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Tips for rolling paint on wall surfaces

Paint the ceiling before painting walls

Working from the top down is a general rule in house painting. If the ceiling is going to be painted, then start with the ceiling before painting walls. Painting walls before the ceiling will often result in paint roller spray and drips from the ceiling marring freshly painted walls.

Cut-in wall surfaces before rolling paint

Use a paintbrush to cut in corners, above baseboards, around outlets and switches, around door and window trim and other areas where it would be difficult to apply paint easily or neatly with a roller. Once cut in, wall surfaces can be rolled quickly. A good cut-in distance around trim and in corners (on each side) is approximately two inches. The top of the wall below the ceiling should be cut in approximately three to four inches.

Work from the top down

For wall painting, start applying paint about one or two feet below the cut in to the ceiling. After unloading paint, then carefully roll paint up to the cut in line. Applying paint at the ceiling cut in when the roller is full can result in a line of paint that can not be smoothed with roller strokes. (due to proximity with the ceiling

Use a rolling pole

A rolling pole screws into the base of a roller frame. It enables the work of rolling paint to be shared by both arms, both shoulders and the back. Without a rolling pole, the muscles of one arm and one shoulder would have to do the bulk of the work. By using a rolling pole, you are able to roll more surfaces with less fatigue. For wall areas where a regular four-foot, or so, rolling pole can not be used, adust an adustable pole down to two-feet or use a two-foot rolling pole. The two-foot "short pole" is ideal for tight space rolling where plastic-covered furniture has been moved three or four feet from wall surfaces. Short poles are also ideal for rolling hallway, bathroom and closet walls.


Apply paint in small sections

Use your roller to apply paint in sections approximately three-feet by three-feet on walls. Apply paint using an “N” or “W” pattern. Work from the top to the bottom of the wall. Apply paint evenly. Apply additional paint if the section is not covered completely, or thin in areas. If excess paint is applied, use roller strokes to apply excess into the next section. Once paint is evenly applied, it is time to start the finishing strokes.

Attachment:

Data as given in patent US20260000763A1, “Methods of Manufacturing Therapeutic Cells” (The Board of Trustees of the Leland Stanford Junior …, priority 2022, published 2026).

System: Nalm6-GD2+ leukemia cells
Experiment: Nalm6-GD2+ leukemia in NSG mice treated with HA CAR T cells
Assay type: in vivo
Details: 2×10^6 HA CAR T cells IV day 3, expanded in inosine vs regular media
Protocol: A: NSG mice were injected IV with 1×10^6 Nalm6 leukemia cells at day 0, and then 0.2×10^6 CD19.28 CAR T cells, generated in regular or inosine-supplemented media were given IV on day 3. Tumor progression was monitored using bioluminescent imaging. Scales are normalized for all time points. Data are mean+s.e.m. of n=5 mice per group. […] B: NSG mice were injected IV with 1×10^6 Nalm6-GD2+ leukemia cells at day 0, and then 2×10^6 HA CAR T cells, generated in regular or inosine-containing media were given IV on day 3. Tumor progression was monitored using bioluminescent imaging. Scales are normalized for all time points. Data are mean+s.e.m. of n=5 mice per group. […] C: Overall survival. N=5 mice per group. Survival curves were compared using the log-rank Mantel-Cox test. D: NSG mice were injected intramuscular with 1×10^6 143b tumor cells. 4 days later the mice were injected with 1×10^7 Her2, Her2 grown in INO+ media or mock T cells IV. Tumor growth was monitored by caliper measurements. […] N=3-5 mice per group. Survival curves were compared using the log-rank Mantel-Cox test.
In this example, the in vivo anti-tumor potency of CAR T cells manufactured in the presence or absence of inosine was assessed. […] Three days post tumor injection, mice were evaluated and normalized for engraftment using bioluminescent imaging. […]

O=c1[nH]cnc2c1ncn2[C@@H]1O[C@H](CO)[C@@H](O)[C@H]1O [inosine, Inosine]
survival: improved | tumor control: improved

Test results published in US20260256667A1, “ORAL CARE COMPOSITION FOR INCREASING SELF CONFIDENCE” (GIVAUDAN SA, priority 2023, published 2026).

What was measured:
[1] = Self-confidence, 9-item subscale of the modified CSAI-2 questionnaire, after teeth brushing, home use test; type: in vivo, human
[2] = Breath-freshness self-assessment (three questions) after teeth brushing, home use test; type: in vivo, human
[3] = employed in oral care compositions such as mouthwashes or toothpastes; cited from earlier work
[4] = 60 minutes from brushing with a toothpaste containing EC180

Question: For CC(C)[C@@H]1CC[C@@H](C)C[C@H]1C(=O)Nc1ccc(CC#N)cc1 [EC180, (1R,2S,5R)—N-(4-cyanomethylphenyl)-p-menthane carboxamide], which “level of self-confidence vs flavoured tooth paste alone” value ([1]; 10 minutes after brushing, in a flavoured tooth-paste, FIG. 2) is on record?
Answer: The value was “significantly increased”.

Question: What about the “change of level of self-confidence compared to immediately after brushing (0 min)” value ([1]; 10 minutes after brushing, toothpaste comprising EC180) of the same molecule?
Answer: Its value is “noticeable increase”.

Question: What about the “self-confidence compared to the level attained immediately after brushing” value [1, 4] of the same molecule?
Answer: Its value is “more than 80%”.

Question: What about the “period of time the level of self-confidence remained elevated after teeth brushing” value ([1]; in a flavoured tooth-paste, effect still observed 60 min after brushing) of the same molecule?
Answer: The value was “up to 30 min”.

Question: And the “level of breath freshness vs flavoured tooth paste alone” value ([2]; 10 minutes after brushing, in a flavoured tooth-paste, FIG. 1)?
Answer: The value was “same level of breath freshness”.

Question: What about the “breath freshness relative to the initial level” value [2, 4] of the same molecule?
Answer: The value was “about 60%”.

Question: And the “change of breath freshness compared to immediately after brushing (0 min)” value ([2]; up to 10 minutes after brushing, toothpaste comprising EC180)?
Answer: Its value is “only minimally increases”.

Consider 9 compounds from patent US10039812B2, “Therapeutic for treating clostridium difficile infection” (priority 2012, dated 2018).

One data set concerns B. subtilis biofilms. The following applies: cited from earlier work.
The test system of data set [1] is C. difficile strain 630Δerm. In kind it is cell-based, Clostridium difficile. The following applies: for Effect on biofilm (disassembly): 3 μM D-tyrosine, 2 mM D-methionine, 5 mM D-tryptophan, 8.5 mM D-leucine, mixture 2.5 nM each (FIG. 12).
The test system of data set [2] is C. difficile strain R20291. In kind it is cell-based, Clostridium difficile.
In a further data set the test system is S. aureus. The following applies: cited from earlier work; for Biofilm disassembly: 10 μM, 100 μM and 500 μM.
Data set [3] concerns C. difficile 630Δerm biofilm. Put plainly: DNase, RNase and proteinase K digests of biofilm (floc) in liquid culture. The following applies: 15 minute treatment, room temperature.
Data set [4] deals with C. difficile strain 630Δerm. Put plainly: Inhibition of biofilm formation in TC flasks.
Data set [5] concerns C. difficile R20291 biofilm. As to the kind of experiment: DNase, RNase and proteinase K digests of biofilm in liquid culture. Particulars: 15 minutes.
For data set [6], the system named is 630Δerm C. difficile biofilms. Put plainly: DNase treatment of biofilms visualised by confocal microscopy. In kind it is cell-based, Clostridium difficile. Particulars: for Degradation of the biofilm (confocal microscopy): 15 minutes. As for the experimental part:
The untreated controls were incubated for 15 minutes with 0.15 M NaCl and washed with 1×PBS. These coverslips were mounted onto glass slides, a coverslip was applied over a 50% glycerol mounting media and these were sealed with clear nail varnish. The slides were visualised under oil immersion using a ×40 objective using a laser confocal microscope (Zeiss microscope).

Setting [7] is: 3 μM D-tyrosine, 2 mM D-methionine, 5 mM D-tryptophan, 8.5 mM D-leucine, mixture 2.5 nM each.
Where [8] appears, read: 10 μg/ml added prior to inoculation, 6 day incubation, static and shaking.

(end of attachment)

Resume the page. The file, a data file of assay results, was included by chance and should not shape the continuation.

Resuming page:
Note: Avoid exerting forceful pressure on the roller cover when applying paint on the wall. A light rolling motion is best. Apply paint until you hear a “sticky” or “suction.” This type of sound indicates that loaded paint has been applied and that the roller is now technically “dry.” (with only the amount needed to prime the roller cover) Applying paint beyond what is needed to prime the cover results in extra paint loading time during the next dip into the five-gallon bucket or reservoir of the rolling pan.

When the roller cover is “dry,” it is ready for long, light finishing strokes

When paint has been applied and the roller cover is technically dry, (see note above) with only enough paint for priming, it is time for finishing strokes. Finishing strokes are long, light passes of the roller cover over one or more rolling sections. (You do not have to finish stroke each section by itself) These are designed to even and unify the paint coat applied in each rolled section. The purpose is also to unify the rolled coat in adjoining sections. If you finish stroke each section, then make sure that you finish stroke the newer sections into the previously completed sections.

Keep a wet edge

Keeping a wet edge on the border of your last paint section will help to blend it into the area of you next applied section. Paint sections that have wet edges blend more successfully together and look uniform when dry. Working in small sections will help you to keep wet edges.


Reposition your halogen work light to keep angled light on the work surface

As you move from section to section, move your halogen work light so that you have correct surface lighting. It is much easier to apply paint evenly with correct lighting. You will also be more effective in finding and correcting application mistakes.

Check your work and make any corrections before moving on to the next section

With proper lighting, check your work on each section before moving to the next section. Mistakes that are left to dry will take more time to repair.

Occasionally roll out the accumulated paint on the ends of the roller cover to avoid cover end tracking lines

Roller tracking lines are often caused by accumulated paint in the ends of the roller cover. To prevent these lines, exert light pressure on the left and then right ends of the roller cover. You will see the accumulated paint form lines on the surface. Roll this paint into the section, spreading it evenly into the applied paint. Done every few sections, this technique will help to prevent prevent roller cover end tracking lines.

Do not stop work in the “middle” of a wall surface

Paint should be applied until the coat being rolled on the ceiling or current wall surface is completely finished. Stopping paint application and allowing paint to dry in the middle of a wall surface can cause a noticeable line where one paint application stopped, and then a new application began.

For best results, complete the entire wall before allowing the paint to dry. Before concluding work for a time, wall surfaces should be rolled with paint until a corner is reached. Work can begin at a later time on the wall next to the corner previously reached.


Detailed information about interior house painting surface preparation is available in the book:

The Homeowner's Guide to Surface Preparation for Interior House Painting

All content copyright Steve Broujos LLC